New computer program predicts future extinctions
A new computer program for predicting future species extinctions has been developed as part of a PhD thesis at the University of Gothenburg.
Tobias Andermann, PhD student at the Department of Biological and Environmental Sciences is part of a research team that works with software development. The team has made it their mission to produce computer programs that enable modern biologists to work with a broad range of new technologies and with large datasets.
Based on public data
Tobias Andermann now presents some of the latest programs in his doctoral dissertation. One of these programs is designed to predict future species extinctions. The program is based on publicly available data.
“It is amazing how much freely available data is stored in online databases and we are only beginning to fully utilize the potential of these data. This can for example be data about where species were sighted and information about how threatened with extinction a species is. All of this information can be used in our evolutionary models to predict the most likely future for a given species,” says Tobias Andermann.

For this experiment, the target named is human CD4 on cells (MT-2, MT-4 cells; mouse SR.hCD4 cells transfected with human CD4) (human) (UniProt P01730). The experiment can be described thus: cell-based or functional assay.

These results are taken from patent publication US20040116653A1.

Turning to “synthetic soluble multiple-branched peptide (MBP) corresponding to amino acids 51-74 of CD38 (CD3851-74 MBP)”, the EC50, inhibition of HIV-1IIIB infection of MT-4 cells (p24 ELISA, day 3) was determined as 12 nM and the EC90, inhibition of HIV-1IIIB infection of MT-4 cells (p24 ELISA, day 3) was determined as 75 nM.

It is important to predict future extinctions
Predicting future extinctions and extinction risks is something that is of the utmost importance, Tobias Andermann believes.
“We are in the middle of an unfolding mass extinction and in order to counteract this trend, it is crucial for us to be able to predict when, where, and which species are likely to go extinct.”
“Our program can also be used to simulate the effects of specific conservation strategies and the results give us hope. We can make a huge positive impact if we act now.”
Another program for large DNA datasets
A program that helps evolutionary biologists to analyze the enormous amounts of data produced with new DNA sequencing technologies is also presented in Tobias Andermann’s PhD thesis.
“The amount of data you receive from modern DNA sequencing machines is simply overwhelming. We are talking about billions of DNA nucleotides that these machines can produce for a single sample, all scattered across millions of short sequences. Researchers then need to put this gigantic puzzle back together to be able to work with these data. That’s exactly where our new program comes in,” says Tobias Andermann.
The program has been downloaded more than 19,000 times within a short time frame by researchers and students from around the world.
Contact: Tobias Andermann, Department of Biological and Environmental Sciences, phone: +46 (0) 760 - 90 11 06, email: firstname.lastname@example.org
Dissertation title: Advancing Evolutionary Biology: Genomics, Bayesian Statistics, and Machine Learning
Digital thesis publication: http://hdl.handle.net/2077/66848
Supervisors: Alexandre Antonelli and Daniele Silvestro